The challenges CISOs face with compliance have literally filled volumes in cybersecurity books. The issue I want to touch on and one I know many CISOs are concerned about is the business pays lip service to compliance but in reality, they ignore it, and it has low priority. I have seen this in the past where the company initially is excited to get certified, and multiple departments are involved. Over a set period, a lot of effort and resources are expended on the compliance effort, and the company gets certified. After certification, everything goes quiet, and there are now no resources available to keep compliant. I have had peers complain that leadership didn’t understand that compliance frameworks like ISO, PCI, HIPAA, or NIST require maintenance after the fact. I have had friends say their bosses were incensed that they weren’t done, that there needed to be a line item in the budget to maintain compliance. How to deal with this issue is for you as the CISO to make it clear upfront that getting complaint with a specific certification due to the industry the company operates in or the sensitive data the business uses will require a continuous effort. When I speak to boards and leadership teams, I equate it to having a child, now that the baby is born we are responsible for it and need to raise it and take care of it — welcome to the world of compliance.
Now comes the challenge that I know many of us CISOs have had to manage. A boss that doesn’t understand cyber and yells at you to fix random stuff or one who doesn’t care about cybersecurity because you are just a checkbox for them for when the next audit is held in a couple of months. Working on this type of challenge takes time because you have to make it worth their while to care about yourself and your security program. I have seen this multiple times with peers and myself; basically, the boss is worried about the larger picture or because of culture or politics, security doesn’t have much sway. You as the CISO are an orphaned manager. As I stated previously to attempt to fix this issue, you need to get them to see your value. How I have done this is go out in the departments and business units in my organization and meet my peers. Then having established those relationships see where we could partner on initiatives or projects and start building up my credibility. Does this mean I am going around my boss? No, it doesn’t, you should let them know what you are doing. You are doing it for the program and ultimately for them. One last note: be patient this takes time, and it pays off because when your efforts pick up momentum those relationships with your peers develop into champions for your security program. Believe me with these champions your boss will start paying attention.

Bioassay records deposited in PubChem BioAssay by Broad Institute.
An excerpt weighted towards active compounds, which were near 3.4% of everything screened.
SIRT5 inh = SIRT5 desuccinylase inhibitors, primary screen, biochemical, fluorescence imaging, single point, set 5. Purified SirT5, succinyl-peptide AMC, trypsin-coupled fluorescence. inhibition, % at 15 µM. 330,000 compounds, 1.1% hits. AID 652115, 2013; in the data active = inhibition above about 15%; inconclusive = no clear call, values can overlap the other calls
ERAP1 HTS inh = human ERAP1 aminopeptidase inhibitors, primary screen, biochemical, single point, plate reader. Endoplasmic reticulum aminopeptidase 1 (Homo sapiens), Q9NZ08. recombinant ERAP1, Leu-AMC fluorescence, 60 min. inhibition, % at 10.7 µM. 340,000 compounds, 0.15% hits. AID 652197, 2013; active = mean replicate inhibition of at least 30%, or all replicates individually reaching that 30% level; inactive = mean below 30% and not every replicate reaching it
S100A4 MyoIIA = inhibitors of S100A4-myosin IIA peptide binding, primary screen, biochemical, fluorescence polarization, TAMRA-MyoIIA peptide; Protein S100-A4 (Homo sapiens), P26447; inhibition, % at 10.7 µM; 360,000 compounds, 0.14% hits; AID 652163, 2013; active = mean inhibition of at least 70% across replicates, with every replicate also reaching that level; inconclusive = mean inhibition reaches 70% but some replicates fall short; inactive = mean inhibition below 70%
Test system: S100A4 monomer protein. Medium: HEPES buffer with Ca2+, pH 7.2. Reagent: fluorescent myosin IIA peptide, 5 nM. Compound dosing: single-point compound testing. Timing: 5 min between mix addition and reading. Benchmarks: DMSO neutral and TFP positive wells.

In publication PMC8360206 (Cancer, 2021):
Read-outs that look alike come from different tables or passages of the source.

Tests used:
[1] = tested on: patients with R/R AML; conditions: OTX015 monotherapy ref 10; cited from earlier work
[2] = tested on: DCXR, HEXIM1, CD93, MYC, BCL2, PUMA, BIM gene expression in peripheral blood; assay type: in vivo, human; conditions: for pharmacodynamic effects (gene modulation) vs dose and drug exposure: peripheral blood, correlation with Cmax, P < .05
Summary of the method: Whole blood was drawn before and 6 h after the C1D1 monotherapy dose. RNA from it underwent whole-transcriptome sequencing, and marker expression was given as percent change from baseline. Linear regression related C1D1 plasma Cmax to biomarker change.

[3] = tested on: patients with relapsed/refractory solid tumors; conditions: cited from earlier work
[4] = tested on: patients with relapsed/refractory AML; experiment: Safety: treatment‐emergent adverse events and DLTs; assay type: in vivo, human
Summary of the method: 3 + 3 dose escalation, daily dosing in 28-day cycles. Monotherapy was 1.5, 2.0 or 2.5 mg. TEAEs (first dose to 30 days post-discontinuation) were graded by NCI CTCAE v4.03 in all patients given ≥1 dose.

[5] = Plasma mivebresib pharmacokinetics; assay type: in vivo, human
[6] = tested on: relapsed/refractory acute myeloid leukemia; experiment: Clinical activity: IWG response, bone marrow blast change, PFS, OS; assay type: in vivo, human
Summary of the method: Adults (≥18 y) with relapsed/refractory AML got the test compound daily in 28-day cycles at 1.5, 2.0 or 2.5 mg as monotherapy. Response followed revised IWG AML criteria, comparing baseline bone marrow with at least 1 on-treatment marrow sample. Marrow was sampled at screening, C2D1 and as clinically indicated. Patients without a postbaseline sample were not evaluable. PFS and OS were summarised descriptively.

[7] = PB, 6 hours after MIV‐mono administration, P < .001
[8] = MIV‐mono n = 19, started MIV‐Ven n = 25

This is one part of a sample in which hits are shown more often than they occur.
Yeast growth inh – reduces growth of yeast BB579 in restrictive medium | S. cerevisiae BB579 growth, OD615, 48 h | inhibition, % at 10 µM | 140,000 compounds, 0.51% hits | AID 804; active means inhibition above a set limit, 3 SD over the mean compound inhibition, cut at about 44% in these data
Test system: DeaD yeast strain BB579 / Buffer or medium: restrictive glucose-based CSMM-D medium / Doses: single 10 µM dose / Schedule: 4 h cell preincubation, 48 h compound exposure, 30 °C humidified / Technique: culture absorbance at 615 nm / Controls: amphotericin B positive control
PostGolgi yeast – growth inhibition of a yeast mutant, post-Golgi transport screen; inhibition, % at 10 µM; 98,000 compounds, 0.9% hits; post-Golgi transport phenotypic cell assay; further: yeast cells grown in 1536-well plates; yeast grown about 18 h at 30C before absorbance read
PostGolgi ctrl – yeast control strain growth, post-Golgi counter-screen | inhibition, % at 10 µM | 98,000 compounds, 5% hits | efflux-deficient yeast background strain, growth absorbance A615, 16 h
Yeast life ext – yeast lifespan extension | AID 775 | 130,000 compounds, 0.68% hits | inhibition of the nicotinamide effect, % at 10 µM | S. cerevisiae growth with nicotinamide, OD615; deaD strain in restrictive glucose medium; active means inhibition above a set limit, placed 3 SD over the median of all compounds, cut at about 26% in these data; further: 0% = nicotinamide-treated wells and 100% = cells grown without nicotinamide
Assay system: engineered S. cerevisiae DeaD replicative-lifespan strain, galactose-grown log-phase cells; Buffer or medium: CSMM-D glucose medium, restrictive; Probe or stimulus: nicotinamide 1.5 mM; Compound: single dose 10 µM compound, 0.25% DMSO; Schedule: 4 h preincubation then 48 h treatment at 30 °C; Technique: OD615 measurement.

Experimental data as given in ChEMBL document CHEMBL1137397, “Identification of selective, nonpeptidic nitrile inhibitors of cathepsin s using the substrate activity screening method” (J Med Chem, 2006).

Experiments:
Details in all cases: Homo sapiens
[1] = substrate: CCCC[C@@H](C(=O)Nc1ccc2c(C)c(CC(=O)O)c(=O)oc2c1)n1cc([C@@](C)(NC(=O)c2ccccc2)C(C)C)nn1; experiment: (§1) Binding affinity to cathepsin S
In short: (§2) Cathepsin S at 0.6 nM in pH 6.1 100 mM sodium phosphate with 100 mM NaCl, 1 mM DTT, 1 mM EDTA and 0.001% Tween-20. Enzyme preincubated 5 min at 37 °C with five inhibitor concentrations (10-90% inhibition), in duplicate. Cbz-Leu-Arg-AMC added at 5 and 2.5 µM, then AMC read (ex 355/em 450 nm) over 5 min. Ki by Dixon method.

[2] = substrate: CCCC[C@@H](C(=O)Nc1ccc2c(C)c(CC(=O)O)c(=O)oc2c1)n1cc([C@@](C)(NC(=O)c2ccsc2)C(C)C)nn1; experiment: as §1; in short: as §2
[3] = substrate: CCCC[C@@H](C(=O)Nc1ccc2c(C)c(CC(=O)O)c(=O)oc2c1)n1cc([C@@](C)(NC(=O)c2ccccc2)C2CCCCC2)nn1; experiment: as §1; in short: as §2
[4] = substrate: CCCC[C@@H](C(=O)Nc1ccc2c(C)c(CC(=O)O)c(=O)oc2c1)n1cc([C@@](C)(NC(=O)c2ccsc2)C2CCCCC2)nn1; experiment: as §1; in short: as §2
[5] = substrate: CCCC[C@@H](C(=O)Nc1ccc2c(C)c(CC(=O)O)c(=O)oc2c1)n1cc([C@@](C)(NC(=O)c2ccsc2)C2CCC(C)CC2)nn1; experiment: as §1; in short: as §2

Stay in your box
One of the hardest challenges you will face as a CISO is the business wants you to implement a security program but don’t rock the boat, don’t change anything. I have seen this issue so many times as a CISO that I am no longer surprised by it anymore. I expect every company gives some push back concerning their security and risk management programs. How you manage this issue is you need to get out and meet your peers in the business units, so they know who you are. You need to be visible in the company, so the security team isn’t unknown, but everyone knows who you are and how to get in touch with you for help. Finally, you need to approach your initiatives with the mantra the “small is good, small is no impact, small is happiness.” Break your projects and initiatives into small components and then brief them individually and focus on them one at a time. It takes longer, but it reduces the impact. Plus there will be more visibility and acceptance for what you are doing, and you still get things done.
Unrealistic Goals for the Security Program